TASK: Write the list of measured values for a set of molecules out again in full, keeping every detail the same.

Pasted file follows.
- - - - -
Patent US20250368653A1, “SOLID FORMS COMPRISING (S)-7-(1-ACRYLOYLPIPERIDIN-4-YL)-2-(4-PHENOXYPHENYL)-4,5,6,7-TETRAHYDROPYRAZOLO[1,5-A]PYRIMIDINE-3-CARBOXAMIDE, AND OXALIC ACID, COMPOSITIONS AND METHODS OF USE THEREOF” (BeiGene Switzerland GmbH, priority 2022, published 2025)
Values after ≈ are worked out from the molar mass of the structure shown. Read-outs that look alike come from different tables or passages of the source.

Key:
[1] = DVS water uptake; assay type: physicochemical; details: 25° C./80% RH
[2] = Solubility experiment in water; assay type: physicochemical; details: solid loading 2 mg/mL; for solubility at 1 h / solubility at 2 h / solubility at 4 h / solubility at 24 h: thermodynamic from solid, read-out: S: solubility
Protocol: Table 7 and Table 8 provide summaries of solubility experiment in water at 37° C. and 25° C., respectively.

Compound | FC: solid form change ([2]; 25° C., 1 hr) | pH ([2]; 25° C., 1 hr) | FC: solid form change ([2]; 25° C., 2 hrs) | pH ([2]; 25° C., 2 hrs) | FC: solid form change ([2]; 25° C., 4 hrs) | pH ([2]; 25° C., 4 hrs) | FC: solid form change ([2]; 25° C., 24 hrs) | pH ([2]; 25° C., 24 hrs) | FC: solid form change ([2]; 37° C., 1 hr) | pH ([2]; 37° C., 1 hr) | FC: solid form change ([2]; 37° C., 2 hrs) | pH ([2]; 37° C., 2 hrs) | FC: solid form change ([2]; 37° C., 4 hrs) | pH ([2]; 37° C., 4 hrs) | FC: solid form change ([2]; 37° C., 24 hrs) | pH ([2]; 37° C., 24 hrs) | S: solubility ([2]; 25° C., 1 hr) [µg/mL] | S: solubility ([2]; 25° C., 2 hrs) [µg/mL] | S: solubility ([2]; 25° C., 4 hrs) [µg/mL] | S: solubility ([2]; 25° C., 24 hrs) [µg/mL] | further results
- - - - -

Patent US20250368653A1, “SOLID FORMS COMPRISING (S)-7-(1-ACRYLOYLPIPERIDIN-4-YL)-2-(4-PHENOXYPHENYL)-4,5,6,7-TETRAHYDROPYRAZOLO[1,5-A]PYRIMIDINE-3-CARBOXAMIDE, AND OXALIC ACID, COMPOSITIONS AND METHODS OF USE THEREOF” (BeiGene Switzerland GmbH, priority 2022, published 2025)
Values after ≈ are worked out from the molar mass of the structure shown. Read-outs that look alike come from different tables or passages of the source.

Key:
[1] = DVS water uptake; assay type: physicochemical; details: 25° C./80% RH
[2] = Solubility experiment in water; assay type: physicochemical; details: solid loading 2 mg/mL; for solubility at 1 h / solubility at 2 h / solubility at 4 h / solubility at 24 h: thermodynamic from solid, read-out: S: solubility
Protocol: Table 7 and Table 8 provide summaries of solubility experiment in water at 37° C. and 25° C., respectively.

Compound | FC: solid form change ([2]; 25° C., 1 hr) | pH ([2]; 25° C., 1 hr) | FC: solid form change ([2]; 25° C., 2 hrs) | pH ([2]; 25° C., 2 hrs) | FC: solid form change ([2]; 25° C., 4 hrs) | pH ([2]; 25° C., 4 hrs) | FC: solid form change ([2]; 25° C., 24 hrs) | pH ([2]; 25° C., 24 hrs) | FC: solid form change ([2]; 37° C., 1 hr) | pH ([2]; 37° C., 1 hr) | FC: solid form change ([2]; 37° C., 2 hrs) | pH ([2]; 37° C., 2 hrs) | FC: solid form change ([2]; 37° C., 4 hrs) | pH ([2]; 37° C., 4 hrs) | FC: solid form change ([2]; 37° C., 24 hrs) | pH ([2]; 37° C., 24 hrs) | S: solubility ([2]; 25° C., 1 hr) [µg/mL] | S: solubility ([2]; 25° C., 2 hrs) [µg/mL] | S: solubility ([2]; 25° C., 4 hrs) [µg/mL] | S: solubility ([2]; 25° C., 24 hrs) [µg/mL] | further results